Carrie Johnson

Carrie Johnson is a Justice Correspondent for the Washington Desk.

She covers a wide variety of stories about justice issues, law enforcement and legal affairs for NPR's flagship programs Morning Edition and All Things Considered, as well as the Newscasts and NPR.org.

While in this role, Johnson has chronicled major challenges to the landmark voting rights law, a botched law enforcement operation targeting gun traffickers along the Southwest border, and the Obama administration's deadly drone program for suspected terrorists overseas.

Prior to coming to NPR in 2010, Johnson worked at the Washington Post for 10 years, where she closely observed the FBI, the Justice Department and criminal trials of the former leaders of Enron, HealthSouth and Tyco. Earlier in her career, she wrote about courts for the weekly publication Legal Times.

Outside of her role at NPR, Johnson regularly moderates or appears on legal panels for the American Bar Association, the American Constitution Society, the National Association of Criminal Defense Lawyers, and others. She's talked about her work on CNN, MSNBC, Fox News, PBS, and other outlets.

Her work has been honored with awards from the Society for Professional Journalists and the Society of American Business Editors and Writers. She has been a finalist for the Loeb award for financial journalism and for the Pulitzer Prize in breaking news for team coverage of the massacre at Fort Hood, Texas.

Johnson is a graduate of the University of Wisconsin-Madison and Benedictine University in Illinois.

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12:43pm

Fri July 31, 2015
It's All Politics

Despite High Expectations, Sentencing Reform Proposals Still On Ice

Originally published on Fri July 31, 2015 2:20 pm

Expectations for movement on justice reform had been high, but sources tell NPR that concrete language on sentencing and criminal justice overhauls is still being hotly debated behind closed doors.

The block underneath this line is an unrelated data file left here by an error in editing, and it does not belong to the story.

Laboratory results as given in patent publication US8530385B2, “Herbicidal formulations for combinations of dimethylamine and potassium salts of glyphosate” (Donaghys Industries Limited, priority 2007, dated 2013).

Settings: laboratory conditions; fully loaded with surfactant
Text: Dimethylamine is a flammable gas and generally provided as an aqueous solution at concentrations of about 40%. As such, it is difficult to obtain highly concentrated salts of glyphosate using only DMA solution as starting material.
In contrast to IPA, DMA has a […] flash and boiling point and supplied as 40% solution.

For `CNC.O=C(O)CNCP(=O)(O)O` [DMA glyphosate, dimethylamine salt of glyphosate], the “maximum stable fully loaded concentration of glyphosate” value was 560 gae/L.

David Goldman AP

Advocates and inmates working to overhaul the criminal justice system will have to wait at least a little longer for congressional action.

The Republican leader of the Senate Judiciary Committee, Charles Grassley, said he won't hold a public event on sentencing reform proposals until after the August recess, as language is still being drafted by a bipartisan working group. And in the U.S. House, lawmakers and their aides will spend at least the next five weeks making adjustments to a sweeping bill sponsored by 40 Democrats and Republicans, sources told NPR Friday.

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12:16pm

Thu July 30, 2015
The Two-Way

Justice Dept. Hires Compliance Expert In Fight Against Corporate Crime

Justice Department lawyers who prosecute errant corporations and executives are bringing in a new member to the team — a full-time expert in compliance programs.

Andrew Weissmann, who leads the Fraud Section in the criminal division at the Justice Department, said the new hire is all part of a plan to reduce corporate crime.

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5:12pm

Wed July 29, 2015
Politics

Rep. Chaka Fattah Sr. Charged For Political Corruption

Originally published on Wed July 29, 2015 7:56 pm

Copyright 2015 NPR. To see more, visit http://www.npr.org/.

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A Democrat who has served 20 years in the House of Representatives has been indicted on racketeering charges. Federal prosecutors accuse Pennsylvania congressman Chaka Fattah of enriching himself and his associates. NPR's Carrie Johnson reports.

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5:00pm

Tue July 28, 2015
Law

Convicted Spy Jonathan Pollard To Be Released From Prison In November